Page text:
F1: Paul Di Resta driven by a one track mind
MONACO has more glamour, Spa is faster and Monza has more history, but nowhere else can match Silverstone for the sheer, ebullient outpouring of Formula One fanaticism, even in the driving rain. But the British track is also seen as the sport’s shop window. Succeed here and you’re a man, my son.
So it was very handy, to put it mildly, that Scottish driver Paul Di Resta made such a startling impact at Silverstone last year. Granted, he finished 15th after his team made a crass error by getting team-mate Adrian Sutil’s tyres ready instead of the Scot’s and forcing their driver to wait while his were found, in the process dropping him right down the field. But in qualifying Di Resta was superb, finishing sixth fastest and ahead of home favourites Lewis Hamilton and Jenson Button. Perhaps equally importantly, he started five places higher up the grid than his veteran team-mate.
Although it didn’t yield any points, Silverstone was the turning point for Di Resta in his debut year, and the stage at which the bigger teams began to sit up and take notice. After leaving the Northamptonshire track with just two points from his first nine races, the Scot went on to score another 25 points in the remaining ten. By the summer, due in part to Di Resta’s long-time association with Mercedes Motorsport boss Norbert Haug, rumours were flying out of the German team to the effect that it was only a matter of time before 26-year-old Di Resta would replace 43-year-old Michael Schumacher.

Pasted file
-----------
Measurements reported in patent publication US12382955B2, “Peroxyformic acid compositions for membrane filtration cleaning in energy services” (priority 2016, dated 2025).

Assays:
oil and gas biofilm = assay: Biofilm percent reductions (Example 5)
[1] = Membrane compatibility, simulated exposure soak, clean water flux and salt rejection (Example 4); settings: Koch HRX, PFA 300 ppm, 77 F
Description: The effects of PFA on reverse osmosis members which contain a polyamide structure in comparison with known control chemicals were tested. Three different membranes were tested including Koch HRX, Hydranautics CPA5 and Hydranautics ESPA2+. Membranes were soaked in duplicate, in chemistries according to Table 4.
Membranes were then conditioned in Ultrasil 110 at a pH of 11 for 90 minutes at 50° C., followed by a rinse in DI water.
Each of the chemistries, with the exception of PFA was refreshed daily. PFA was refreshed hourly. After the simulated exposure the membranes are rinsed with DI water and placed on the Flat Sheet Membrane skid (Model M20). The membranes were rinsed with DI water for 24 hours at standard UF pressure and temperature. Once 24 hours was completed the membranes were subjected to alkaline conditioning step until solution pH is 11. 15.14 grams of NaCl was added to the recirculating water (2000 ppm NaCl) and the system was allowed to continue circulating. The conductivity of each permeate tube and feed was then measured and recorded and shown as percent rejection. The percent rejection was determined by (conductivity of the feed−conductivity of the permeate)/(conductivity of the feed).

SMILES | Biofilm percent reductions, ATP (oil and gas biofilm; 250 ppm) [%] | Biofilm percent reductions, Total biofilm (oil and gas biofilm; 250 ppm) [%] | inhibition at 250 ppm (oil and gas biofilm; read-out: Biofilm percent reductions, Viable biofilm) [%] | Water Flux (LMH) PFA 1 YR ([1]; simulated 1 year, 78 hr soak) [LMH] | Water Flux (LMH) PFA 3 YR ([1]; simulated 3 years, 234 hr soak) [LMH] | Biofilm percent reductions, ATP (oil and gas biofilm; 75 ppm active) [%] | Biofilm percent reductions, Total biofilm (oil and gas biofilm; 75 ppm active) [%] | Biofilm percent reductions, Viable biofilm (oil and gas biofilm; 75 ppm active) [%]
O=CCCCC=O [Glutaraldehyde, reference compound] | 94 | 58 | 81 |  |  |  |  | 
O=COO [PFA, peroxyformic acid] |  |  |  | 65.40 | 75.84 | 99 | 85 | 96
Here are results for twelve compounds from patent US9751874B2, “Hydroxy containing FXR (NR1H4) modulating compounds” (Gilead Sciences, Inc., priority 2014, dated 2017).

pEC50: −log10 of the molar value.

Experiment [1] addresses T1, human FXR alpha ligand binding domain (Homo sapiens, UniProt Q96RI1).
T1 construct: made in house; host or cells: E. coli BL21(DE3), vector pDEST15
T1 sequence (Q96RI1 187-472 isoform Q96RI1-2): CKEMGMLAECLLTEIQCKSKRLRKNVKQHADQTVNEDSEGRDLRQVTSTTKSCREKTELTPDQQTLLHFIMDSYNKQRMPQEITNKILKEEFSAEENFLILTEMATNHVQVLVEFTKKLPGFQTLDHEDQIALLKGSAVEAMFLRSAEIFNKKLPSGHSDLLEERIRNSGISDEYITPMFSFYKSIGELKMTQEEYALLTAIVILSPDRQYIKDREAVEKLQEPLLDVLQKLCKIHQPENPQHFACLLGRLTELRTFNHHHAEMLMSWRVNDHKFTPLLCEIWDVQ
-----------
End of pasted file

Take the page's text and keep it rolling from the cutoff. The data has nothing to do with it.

However, the Scot’s form this year has pushed him much further up the pecking order, and he has now been linked with virtually every one of the top teams, but consistently with Ferrari and Red Bull, both of whom will be looking for a new driver for 2013. Silverstone is the halfway point in the season and marks the beginning of the serious horse trading on new contracts for next year, so Di Resta’s decision to dispense with the services of manager Anthony Hamilton, Lewis’s father, last week has been widely interpreted as dissatisfaction on Di Resta’s part that a new drive has yet to be secured. Force India are privately said to be resigned to losing the Scot at the end of this season. The question now is just where he will end up.
It’s little wonder that Di Resta is in demand because his development has been exponential. Last year he arrived at Silverstone with just two points and ended the season with 27, but this time around, with less than half the season gone, he has already equalled his total for last year thanks to points finishes in five of the eight races to leave him lying 11th in the Formula One rankings.
He has racked up 29 points this season despite a car that has got markedly quicker but which didn’t start the season well – his average qualifying position is worse than 12th – and while racing against more experienced drivers in more consistent cars. Crucially, not only is he ahead of veteran drivers such as Ferrari’s Felipe Massa and Mercedes’ Schumacher, he is also ten points ahead of his own rookie team-mate Nico Hulkenburg.